Three of the biggest legacy system disasters

Large pile of computer terminal plastic housings to recycleBanks may continue to muddle through with legacy systems without too much bother, but ultimately there comes a time when this needs tackling. Leave it for too long and you could end up with a legacy footprint that dangerously compromises the institution. Coupled with risks elsewhere, it can even dump a bank, hedge fund or brokerage firm out of business entirely.

Here’s a look at some of the worst cases of legacy systems impacting a financial services firm.

MF Global collapse

MF Global was a major global financial derivatives broker that went bust in 2011. Its collapse was down to a range of different problems, not least a propensity for using customer funds to cover trading losses. But chief among the problems and very much at the root of later dealings was a reliance on legacy IT systems that one executive described as a “hodgepodge of systems and processes without a design”.

The CFTC bankruptcy filing stated: “MF Global’s collapse was abetted by, among other things, management’s failure to integrate or upgrade its various technology systems and platforms for monitoring Treasury Department operations, liquidity risk, and financial regulatory functions.”

In the absence of an automated global treasury system, staff manually tracked the movement of money among the company’s legal entities.

Ultimately a reliance on various legacy systems for measuring liquidity left gaps that proved fatal. The firm used a variety of back office systems, rather than one global system for the clearing and settlement of trades. “The company’s various back office operations platforms were antiquated and showed only limited position and account information, thereby impeding the effective monitoring and forecasting of company liquidity,” the CFTC filing stated.

It was this failure to forecast company liquidity that in the end did it for MF Global.

JP Morgan and the London Whale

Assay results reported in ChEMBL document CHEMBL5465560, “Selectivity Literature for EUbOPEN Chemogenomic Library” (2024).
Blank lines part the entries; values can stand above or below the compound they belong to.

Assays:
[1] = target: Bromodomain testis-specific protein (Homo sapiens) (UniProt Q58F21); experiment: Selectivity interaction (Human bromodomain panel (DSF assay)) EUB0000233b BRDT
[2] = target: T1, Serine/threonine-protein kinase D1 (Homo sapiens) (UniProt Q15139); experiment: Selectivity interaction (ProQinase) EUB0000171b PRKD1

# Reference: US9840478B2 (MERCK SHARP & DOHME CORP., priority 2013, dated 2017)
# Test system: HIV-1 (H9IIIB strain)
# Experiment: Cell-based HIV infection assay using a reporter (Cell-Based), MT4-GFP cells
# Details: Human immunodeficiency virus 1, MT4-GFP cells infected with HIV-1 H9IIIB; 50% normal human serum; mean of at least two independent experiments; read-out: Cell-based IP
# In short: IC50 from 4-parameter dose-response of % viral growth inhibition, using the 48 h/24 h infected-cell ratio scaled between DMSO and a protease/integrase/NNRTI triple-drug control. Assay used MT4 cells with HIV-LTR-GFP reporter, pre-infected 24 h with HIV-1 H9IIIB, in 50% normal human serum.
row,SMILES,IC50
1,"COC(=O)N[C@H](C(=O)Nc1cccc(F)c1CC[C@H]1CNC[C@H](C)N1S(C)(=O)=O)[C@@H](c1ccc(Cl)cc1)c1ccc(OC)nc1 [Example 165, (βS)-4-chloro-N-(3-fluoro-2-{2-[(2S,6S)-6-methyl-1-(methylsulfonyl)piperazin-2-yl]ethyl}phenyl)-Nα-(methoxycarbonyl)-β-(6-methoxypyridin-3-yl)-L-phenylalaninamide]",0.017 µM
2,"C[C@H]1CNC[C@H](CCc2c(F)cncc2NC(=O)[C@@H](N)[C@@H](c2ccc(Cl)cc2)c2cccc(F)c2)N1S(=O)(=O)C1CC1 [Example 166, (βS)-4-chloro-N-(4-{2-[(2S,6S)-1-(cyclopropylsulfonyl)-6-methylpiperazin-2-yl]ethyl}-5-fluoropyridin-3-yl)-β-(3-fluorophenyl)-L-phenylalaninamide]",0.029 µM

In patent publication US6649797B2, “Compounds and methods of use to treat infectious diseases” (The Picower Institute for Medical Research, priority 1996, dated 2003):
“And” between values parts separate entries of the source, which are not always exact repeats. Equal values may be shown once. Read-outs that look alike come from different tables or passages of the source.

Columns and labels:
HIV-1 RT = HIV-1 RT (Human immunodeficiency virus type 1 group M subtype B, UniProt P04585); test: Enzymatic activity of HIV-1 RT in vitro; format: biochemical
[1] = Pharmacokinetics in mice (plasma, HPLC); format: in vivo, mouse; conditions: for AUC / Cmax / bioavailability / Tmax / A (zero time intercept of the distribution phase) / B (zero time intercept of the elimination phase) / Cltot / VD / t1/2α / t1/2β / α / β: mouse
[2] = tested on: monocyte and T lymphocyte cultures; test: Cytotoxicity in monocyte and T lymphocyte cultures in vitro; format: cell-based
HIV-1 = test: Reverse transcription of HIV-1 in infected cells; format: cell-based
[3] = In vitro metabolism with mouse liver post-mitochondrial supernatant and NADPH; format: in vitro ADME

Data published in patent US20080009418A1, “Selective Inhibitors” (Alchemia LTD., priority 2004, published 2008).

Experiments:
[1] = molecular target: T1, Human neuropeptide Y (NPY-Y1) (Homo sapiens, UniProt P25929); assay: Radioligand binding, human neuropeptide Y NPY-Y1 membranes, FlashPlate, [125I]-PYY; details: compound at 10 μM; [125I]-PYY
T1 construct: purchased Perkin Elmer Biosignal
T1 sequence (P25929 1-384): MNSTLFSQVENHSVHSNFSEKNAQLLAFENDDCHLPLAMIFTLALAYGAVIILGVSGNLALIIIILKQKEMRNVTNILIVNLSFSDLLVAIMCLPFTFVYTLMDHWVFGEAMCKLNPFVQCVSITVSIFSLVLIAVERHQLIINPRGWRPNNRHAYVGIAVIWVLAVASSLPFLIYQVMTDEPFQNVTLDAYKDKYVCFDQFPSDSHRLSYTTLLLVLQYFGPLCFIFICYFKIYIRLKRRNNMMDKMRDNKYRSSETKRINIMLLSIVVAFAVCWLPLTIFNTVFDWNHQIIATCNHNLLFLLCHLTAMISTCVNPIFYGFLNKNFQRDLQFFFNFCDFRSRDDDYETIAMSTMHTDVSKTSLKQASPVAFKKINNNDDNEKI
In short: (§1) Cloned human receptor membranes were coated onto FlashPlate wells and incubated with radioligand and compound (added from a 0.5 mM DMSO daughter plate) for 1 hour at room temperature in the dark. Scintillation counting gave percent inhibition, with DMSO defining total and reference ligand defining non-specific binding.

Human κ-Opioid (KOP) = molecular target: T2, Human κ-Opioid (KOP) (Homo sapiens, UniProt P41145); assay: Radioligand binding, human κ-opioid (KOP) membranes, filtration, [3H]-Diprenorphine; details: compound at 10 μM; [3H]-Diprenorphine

JPMorgan incurred a $6.2 billion loss after it underestimated the downside of its synthetic credit portfolio back in 2012.

Dismissed by Jamie Dimon as a “a tempest in a teapot”, the bank’s boss later admitted the trades were “flawed, complex, poorly reviewed, poorly executed and poorly monitored”.

Among various issues, a key problem was that the bank’s Value at Risk (VaR) was being calculated with an Excel spreadsheet that “required time-consuming manual inputs to entries and formulas, which increased the potential for errors”.

These Excel docs had to be completed manually, by a process of copying and pasting data from one spreadsheet to another. Unfortunately, employees were using the sum of two numbers instead of the average in calculating volatility. Reports into the loss by regulators suggested a bigger problem around systemic risks in the largest banks, but tackling the legacy systems at fault could have averted at least some of the losses.

RBS IT outage

Royal Bank of Scotland suffered a system crash in 2012 that left RBS, NatWest and Ulster Bank customers locked out of their accounts for days. It cost the banks millions in fines, drove many customers to competitors and revealed a deep-seated problem that could affect other banks: outdated IT systems.

On June 17th 2012, the RBS IT department upgraded the software that processed updates to customers’ accounts overnight. When it noticed problems with the upgrade it decided to uninstall it without first testing what might happen. “The IT department did not realise, however, that the upgraded software was not compatible with the previous version,” the UK’s Financial Conduct Authority (FCA) stated.

The FCA said that “the incident was not the result of the banks’ failure to make a sufficient investment in its IT infrastructure”, yet RBS chief executive Ross McEwan admitted that the bank had “for decades” failed to invest in its systems.

In a sense the FCA is correct - RBS is not shirking investment, spending about £1 billion a year on IT. The problem lies in legacy systems. As Andy Haldane, director for financial stability at the Bank of England, pointed out, 70 to 80 per cent of big banks' IT spending is devoted to maintaining legacy systems rather than investing in improvements.